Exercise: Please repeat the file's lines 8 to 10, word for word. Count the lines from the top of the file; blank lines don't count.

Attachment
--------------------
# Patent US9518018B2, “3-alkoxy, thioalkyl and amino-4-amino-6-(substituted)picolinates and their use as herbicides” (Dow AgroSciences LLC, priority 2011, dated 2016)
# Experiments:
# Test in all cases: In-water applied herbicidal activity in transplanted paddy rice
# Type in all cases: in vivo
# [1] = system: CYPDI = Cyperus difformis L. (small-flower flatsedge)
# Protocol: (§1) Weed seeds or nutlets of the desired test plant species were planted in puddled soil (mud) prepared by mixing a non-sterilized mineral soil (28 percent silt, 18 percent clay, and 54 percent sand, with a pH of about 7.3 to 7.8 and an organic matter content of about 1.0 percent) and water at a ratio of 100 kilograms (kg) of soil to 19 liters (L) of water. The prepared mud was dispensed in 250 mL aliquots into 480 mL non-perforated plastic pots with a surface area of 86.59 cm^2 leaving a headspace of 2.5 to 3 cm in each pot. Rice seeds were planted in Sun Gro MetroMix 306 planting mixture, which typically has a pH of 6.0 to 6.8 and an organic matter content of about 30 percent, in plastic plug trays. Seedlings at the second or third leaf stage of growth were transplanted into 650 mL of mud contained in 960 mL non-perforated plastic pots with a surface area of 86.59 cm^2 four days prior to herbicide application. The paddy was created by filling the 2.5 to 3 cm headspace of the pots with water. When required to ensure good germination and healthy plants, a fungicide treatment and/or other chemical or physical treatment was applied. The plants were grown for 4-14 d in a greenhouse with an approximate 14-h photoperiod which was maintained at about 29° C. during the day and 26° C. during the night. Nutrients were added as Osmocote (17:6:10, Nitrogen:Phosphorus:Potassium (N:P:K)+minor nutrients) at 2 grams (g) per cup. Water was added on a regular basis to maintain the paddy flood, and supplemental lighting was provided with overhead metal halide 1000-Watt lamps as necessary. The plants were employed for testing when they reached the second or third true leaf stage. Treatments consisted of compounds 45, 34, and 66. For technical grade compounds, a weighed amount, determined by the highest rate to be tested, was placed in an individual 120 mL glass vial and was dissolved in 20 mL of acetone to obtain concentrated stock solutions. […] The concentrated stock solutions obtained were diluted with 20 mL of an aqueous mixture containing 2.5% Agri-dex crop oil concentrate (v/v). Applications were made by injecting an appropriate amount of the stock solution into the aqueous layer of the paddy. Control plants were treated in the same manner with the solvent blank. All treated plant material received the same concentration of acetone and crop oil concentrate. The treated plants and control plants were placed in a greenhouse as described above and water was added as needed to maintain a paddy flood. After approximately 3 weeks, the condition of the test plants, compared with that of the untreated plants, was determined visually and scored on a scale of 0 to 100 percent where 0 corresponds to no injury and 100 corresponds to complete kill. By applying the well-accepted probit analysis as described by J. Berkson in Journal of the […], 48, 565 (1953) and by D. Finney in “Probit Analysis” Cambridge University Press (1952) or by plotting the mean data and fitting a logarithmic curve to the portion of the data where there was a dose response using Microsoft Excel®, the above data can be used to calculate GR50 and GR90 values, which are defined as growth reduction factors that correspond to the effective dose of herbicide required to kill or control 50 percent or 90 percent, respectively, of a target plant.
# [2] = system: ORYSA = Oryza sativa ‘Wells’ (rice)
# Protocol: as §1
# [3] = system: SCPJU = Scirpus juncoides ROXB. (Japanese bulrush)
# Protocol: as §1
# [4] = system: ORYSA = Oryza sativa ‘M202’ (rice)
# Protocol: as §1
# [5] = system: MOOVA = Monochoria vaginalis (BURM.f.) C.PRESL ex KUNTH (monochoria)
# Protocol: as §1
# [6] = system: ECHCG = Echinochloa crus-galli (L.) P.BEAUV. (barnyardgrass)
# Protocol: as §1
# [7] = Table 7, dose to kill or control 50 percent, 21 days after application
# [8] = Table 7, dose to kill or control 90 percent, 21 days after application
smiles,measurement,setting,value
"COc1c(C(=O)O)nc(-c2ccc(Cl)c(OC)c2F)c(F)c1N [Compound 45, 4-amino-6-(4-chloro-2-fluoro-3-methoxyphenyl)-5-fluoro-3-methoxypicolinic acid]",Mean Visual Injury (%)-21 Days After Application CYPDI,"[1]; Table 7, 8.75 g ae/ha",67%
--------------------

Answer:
# Protocol: as §1
# [3] = system: SCPJU = Scirpus juncoides ROXB. (Japanese bulrush)
# Protocol: as §1